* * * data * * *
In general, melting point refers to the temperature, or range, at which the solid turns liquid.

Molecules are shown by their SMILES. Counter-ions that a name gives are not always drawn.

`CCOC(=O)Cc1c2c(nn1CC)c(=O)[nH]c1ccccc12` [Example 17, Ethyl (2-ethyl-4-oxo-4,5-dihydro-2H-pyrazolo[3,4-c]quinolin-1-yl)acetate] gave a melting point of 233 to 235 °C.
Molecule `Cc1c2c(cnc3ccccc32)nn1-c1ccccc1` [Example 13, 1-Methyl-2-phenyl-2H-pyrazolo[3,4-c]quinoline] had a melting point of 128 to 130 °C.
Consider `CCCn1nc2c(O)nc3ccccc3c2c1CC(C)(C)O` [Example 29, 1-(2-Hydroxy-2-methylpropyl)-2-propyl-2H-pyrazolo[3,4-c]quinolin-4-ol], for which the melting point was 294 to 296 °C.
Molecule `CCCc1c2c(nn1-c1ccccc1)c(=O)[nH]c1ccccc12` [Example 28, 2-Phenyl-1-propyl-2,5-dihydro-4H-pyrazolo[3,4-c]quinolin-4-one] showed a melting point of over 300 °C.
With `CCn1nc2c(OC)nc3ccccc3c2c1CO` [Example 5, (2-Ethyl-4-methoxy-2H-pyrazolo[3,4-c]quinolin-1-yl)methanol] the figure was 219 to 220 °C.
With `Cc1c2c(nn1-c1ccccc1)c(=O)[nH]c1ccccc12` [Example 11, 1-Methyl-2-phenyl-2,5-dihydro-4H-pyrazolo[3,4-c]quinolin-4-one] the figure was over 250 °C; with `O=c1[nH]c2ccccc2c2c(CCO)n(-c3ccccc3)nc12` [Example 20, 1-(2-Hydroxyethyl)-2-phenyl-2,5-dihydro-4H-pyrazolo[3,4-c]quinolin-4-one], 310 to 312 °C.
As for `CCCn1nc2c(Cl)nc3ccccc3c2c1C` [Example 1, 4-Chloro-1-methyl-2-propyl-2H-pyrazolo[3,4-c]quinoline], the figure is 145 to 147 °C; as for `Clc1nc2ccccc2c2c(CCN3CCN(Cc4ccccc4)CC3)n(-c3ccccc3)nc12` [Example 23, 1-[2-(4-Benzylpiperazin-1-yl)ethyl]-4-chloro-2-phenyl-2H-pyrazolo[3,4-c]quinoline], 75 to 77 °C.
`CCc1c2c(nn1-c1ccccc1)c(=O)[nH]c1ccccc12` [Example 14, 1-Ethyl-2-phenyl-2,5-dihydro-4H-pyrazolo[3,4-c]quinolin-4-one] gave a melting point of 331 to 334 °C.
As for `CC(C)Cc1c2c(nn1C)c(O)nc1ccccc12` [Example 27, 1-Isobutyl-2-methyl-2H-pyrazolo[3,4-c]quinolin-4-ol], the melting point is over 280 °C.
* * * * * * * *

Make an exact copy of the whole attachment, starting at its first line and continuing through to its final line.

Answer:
In general, melting point refers to the temperature, or range, at which the solid turns liquid.

Molecules are shown by their SMILES. Counter-ions that a name gives are not always drawn.

`CCOC(=O)Cc1c2c(nn1CC)c(=O)[nH]c1ccccc12` [Example 17, Ethyl (2-ethyl-4-oxo-4,5-dihydro-2H-pyrazolo[3,4-c]quinolin-1-yl)acetate] gave a melting point of 233 to 235 °C.
Molecule `Cc1c2c(cnc3ccccc32)nn1-c1ccccc1` [Example 13, 1-Methyl-2-phenyl-2H-pyrazolo[3,4-c]quinoline] had a melting point of 128 to 130 °C.
Consider `CCCn1nc2c(O)nc3ccccc3c2c1CC(C)(C)O` [Example 29, 1-(2-Hydroxy-2-methylpropyl)-2-propyl-2H-pyrazolo[3,4-c]quinolin-4-ol], for which the melting point was 294 to 296 °C.
Molecule `CCCc1c2c(nn1-c1ccccc1)c(=O)[nH]c1ccccc12` [Example 28, 2-Phenyl-1-propyl-2,5-dihydro-4H-pyrazolo[3,4-c]quinolin-4-one] showed a melting point of over 300 °C.
With `CCn1nc2c(OC)nc3ccccc3c2c1CO` [Example 5, (2-Ethyl-4-methoxy-2H-pyrazolo[3,4-c]quinolin-1-yl)methanol] the figure was 219 to 220 °C.
With `Cc1c2c(nn1-c1ccccc1)c(=O)[nH]c1ccccc12` [Example 11, 1-Methyl-2-phenyl-2,5-dihydro-4H-pyrazolo[3,4-c]quinolin-4-one] the figure was over 250 °C; with `O=c1[nH]c2ccccc2c2c(CCO)n(-c3ccccc3)nc12` [Example 20, 1-(2-Hydroxyethyl)-2-phenyl-2,5-dihydro-4H-pyrazolo[3,4-c]quinolin-4-one], 310 to 312 °C.
As for `CCCn1nc2c(Cl)nc3ccccc3c2c1C` [Example 1, 4-Chloro-1-methyl-2-propyl-2H-pyrazolo[3,4-c]quinoline], the figure is 145 to 147 °C; as for `Clc1nc2ccccc2c2c(CCN3CCN(Cc4ccccc4)CC3)n(-c3ccccc3)nc12` [Example 23, 1-[2-(4-Benzylpiperazin-1-yl)ethyl]-4-chloro-2-phenyl-2H-pyrazolo[3,4-c]quinoline], 75 to 77 °C.
`CCc1c2c(nn1-c1ccccc1)c(=O)[nH]c1ccccc12` [Example 14, 1-Ethyl-2-phenyl-2,5-dihydro-4H-pyrazolo[3,4-c]quinolin-4-one] gave a melting point of 331 to 334 °C.
As for `CC(C)Cc1c2c(nn1C)c(O)nc1ccccc12` [Example 27, 1-Isobutyl-2-methyl-2H-pyrazolo[3,4-c]quinolin-4-ol], the melting point is over 280 °C.